“Whenever I see myself before God and realize something of what my blessed Lord has done for me at Calvary, I am ready to forgive anybody anything. I cannot withhold it. I do not even want to withhold it.”
-Martyn Lloyd Jones

“If our humility is not unconsciousness it is exhibitionism…I always think of a man whom I once met. I was due to preach for a weekend in a certain town and he met me at the station, and then, before I had had time to say almost anything to him, he said, “Well, of course, I am not one of the great people in this church, I am just, you know, a very ordinary, humble man. I am not a great theologian, I am not a great speaker. I do not take part in the prayer meeting, but you know I am just the man who carries the visiting preacher’s bag.” “Oh, what a humble man I am!” I thought.”
Martyn Lloyd-Jones

“Have you realized that most of your unhappiness in life is due to the fact that you are listening to yourself instead of talking to yourself? Take those thoughts that come to you the moment you wake up in the morning. You have not originated them but they are talking to you, they bring back the problems of yesterday, etc. Somebody is talking. Who is talking to you? Your self is talking to you. Now this man’s treatment [in Psalm 42] was this: instead of allowing this self to talk to him, he starts talking to himself. “Why art thou cast down, O my soul?” he asks. His soul had been depressing him, crushing him. So he stands up and says, “Self, listen for moment, I will speak to you.”
― Martyn Lloyd-Jones

“The man who is meek is not even sensitive about himself. He is not always watching himself and his own interests. He is not always on the defensive… To be truly meek means we no longer protect ourselves, because we see there is nothing worth defending… The man who is truly meek never pities himself, he is never sorry for himself. He never talks to himself and says, “You are having a hard time, how unkind these people are not to understand you.”
― Martyn Lloyd-Jones

“A Christian can generally be known by his very appearance. The man who really believes in the holiness of God, and who knows his own sinfulness and the blackness of his own heart, the man who believes in the judgment of God and the possibility of hell and torment, the man who really believes that he himself is so vile and helpless that nothing but the coming of the Son of God from heaven to earth, and His going to the bitter shame and agony and cruelty of the cross could ever save him, and reconcile him to God‑‑this man is going to show all that in his whole personality. He is a man who is bound to give the impression of meekness. He is bound to be humble. Our Lord reminds us here that if a man is not humble, we are to be very wary of him. He can put on a kind of sheep’s clothing, but that is not true humility, that is not true meekness. And if a man’s doctrine is wrong, it will generally show itself at this point. He will be affable and pleasant, he will appeal to the natural man, and to the things that are physical and carnal; but he will not give the impression of being a man who has seen himself as a hell‑bound sinner, and who has been saved by the grace of God alone”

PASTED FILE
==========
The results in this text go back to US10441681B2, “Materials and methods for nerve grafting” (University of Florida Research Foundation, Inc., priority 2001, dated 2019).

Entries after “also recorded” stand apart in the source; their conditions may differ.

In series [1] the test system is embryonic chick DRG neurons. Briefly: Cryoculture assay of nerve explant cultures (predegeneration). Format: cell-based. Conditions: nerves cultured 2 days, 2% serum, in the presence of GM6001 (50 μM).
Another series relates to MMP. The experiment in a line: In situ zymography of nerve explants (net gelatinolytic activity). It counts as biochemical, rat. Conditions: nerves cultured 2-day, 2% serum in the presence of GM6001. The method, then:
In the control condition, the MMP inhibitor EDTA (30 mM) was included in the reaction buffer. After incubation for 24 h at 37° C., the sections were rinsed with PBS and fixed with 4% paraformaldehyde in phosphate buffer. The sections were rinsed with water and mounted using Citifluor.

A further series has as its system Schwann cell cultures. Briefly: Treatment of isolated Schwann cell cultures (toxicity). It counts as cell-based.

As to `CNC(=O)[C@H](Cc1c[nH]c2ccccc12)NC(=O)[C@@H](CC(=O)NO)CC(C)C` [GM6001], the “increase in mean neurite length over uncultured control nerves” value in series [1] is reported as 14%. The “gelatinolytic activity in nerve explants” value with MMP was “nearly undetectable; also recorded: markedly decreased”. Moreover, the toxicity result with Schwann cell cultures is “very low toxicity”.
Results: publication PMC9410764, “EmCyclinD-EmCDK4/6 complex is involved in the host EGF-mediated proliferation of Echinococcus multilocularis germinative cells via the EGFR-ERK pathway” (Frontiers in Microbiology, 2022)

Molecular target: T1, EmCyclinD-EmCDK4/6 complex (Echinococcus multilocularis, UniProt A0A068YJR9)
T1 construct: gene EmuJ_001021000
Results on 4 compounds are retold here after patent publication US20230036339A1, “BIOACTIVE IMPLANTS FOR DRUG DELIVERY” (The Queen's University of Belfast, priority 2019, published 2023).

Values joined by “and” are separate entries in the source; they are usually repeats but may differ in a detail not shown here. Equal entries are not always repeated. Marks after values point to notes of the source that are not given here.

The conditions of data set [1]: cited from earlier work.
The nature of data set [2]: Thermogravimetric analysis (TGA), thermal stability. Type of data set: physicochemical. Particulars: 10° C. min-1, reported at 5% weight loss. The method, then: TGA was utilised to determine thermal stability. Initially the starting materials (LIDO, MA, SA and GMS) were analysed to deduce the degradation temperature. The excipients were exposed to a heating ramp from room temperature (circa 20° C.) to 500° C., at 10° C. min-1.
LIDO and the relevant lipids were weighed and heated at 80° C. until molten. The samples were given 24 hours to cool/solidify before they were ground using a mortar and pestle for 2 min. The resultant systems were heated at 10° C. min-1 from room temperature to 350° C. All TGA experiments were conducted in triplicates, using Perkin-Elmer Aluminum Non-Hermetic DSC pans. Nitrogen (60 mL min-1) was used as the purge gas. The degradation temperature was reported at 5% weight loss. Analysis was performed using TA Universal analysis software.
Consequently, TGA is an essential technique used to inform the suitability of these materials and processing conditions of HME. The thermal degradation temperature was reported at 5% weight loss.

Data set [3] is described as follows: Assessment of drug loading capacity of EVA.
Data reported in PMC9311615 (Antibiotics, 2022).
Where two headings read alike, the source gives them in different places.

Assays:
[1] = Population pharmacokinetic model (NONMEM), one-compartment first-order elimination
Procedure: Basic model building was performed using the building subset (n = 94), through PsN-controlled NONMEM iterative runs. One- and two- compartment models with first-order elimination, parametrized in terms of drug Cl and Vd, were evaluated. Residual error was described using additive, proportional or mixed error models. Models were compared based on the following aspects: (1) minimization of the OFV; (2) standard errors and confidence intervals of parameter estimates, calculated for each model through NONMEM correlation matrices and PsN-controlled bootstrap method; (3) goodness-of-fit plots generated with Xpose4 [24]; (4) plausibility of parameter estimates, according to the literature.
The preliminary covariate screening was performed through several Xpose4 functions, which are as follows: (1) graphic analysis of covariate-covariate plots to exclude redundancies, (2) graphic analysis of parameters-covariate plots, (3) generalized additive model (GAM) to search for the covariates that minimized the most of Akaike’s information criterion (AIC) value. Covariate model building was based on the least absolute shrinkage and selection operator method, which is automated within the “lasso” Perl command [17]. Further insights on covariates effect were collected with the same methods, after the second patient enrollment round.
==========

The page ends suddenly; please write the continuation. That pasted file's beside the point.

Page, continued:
– Martyn Lloyd Jones

It is grace at the beginning, and grace at the end. So that when you and I come to lie upon our death beds, the one thing that should comfort and help and strengthen us there is the thing that helped us in the beginning. Not what we have been, not what we have done, but the Grace of God in Jesus Christ our Lord. The Christian life starts with grace, it must continue with grace, it ends with grace. Grace wondrous grace. By the grace of God I am what I am. Yet not I, but the Grace of God which was with me.
-Martyn Lloyd Jones

Martyn Lloyd Jones / Wikipedia